Education minister Partha Chatterjee has said student leaders who are no longer students should stay out of campuses and, even if let in for any reason, not misuse the opportunity to trigger or lead a demonstration.
“Universities are seats of learning, not protest,” Chatterjee said at Calcutta University during a felicitation by the Trinamul-affiliated college and university professors’ association on Monday.
The minister didn’t name anyone but it wasn’t a coincidence that the caveat came at the institution where Shankudeb Panda, the chief of the Trinamul Congress’s student wing, had led a sit-in by around 80 students on July 9. Panda and party shouted slogans and forced the cancellation of a meeting of the Syndicate, the university’s highest decision-making body.
“Those who aren’t students any longer have no reason to be on the campus. Student leaders can, of course, visit their alma mater with the vice-chancellor’s permission but they shouldn’t stage any protest on the campus,” he said.
“If large numbers of supporters assemble, decency is lost. If they have to meet the vice-chancellor, a small team comprising five to 10 members should do so with prior appointment.”
Panda, the rising Trinamul star who has Mamata Banerjee’s blessings, was outside Calcutta University’s main gate with more than 300 supporters even as minister Chatterjee was making the point inside.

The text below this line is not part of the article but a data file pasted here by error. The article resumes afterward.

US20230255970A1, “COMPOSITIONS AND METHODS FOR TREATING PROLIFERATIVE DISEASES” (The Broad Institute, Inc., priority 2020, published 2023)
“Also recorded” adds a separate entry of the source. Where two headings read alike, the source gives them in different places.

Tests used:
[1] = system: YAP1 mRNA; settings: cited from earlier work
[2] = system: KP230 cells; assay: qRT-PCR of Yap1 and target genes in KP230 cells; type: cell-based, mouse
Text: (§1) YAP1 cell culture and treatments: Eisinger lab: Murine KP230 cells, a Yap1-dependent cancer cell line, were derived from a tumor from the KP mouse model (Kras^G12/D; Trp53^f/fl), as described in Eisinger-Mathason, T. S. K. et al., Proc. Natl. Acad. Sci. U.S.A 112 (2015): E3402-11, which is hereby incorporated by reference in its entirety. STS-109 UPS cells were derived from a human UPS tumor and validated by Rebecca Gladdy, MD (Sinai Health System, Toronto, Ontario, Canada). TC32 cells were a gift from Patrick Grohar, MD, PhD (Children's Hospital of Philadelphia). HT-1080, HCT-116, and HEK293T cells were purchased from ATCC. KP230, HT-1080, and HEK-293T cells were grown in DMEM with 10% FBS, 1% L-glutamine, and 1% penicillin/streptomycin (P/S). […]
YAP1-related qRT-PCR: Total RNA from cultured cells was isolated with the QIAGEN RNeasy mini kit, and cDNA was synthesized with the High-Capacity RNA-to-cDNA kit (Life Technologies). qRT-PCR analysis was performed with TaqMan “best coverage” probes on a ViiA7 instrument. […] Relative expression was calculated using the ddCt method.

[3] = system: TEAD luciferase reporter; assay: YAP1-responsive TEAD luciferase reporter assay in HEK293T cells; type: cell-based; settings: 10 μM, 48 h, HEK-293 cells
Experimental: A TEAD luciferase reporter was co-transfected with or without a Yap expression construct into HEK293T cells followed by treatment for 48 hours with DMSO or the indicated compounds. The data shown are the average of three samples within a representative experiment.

He was there not to greet the education minister but apparently to keep watch on CPM state secretary Biman Bose, who had gone to College Square — just across the road — to meet School Service Commission candidates protesting the lack of jobs.
When Metro contacted minister Chatterjee later to ask if his views had anything to do with the Trinamul Congress Chhatra Parishad’s agitation on July 9, he said: “I am saying it in respect of everything.”
The minister said there was no place for protesters screaming “Cholchhe na, cholbe na” in a seat of learning. The statement showed the education department’s concern over recent instances of student leaders who aren’t students creating a ruckus on campuses.
On July 8, Panda had led a protest at Rajabazar Science College and allegedly warned some teachers against blaming his supporters for attacks on their colleagues.
The next day, he stormed Calcutta University’s College Street campus to protest a memorandum to the vice-chancellor from the CPM-led teachers’ association.
Panda, who graduated from a CU-affiliated college several years ago, said on Monday evening: “I concur with what the education minister said. But organisations like the CPM teachers’ association should also abide by what he has suggested.”